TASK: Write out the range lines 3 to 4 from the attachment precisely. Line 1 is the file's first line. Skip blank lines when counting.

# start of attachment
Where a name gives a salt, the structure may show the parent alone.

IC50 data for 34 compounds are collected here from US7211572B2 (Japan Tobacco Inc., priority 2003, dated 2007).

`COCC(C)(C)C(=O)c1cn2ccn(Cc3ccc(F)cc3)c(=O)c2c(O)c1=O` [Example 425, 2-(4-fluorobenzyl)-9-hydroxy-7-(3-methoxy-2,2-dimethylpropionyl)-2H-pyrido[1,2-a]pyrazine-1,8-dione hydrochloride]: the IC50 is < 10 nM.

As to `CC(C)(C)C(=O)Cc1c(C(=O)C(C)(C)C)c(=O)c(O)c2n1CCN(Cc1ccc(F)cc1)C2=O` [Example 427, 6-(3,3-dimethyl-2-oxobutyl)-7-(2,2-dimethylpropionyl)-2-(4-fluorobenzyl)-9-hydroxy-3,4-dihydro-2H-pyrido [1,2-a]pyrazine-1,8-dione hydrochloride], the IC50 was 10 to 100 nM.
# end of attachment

`COCC(C)(C)C(=O)c1cn2ccn(Cc3ccc(F)cc3)c(=O)c2c(O)c1=O` [Example 425, 2-(4-fluorobenzyl)-9-hydroxy-7-(3-methoxy-2,2-dimethylpropionyl)-2H-pyrido[1,2-a]pyrazine-1,8-dione hydrochloride]: the IC50 is < 10 nM.

As to `CC(C)(C)C(=O)Cc1c(C(=O)C(C)(C)C)c(=O)c(O)c2n1CCN(Cc1ccc(F)cc1)C2=O` [Example 427, 6-(3,3-dimethyl-2-oxobutyl)-7-(2,2-dimethylpropionyl)-2-(4-fluorobenzyl)-9-hydroxy-3,4-dihydro-2H-pyrido [1,2-a]pyrazine-1,8-dione hydrochloride], the IC50 was 10 to 100 nM.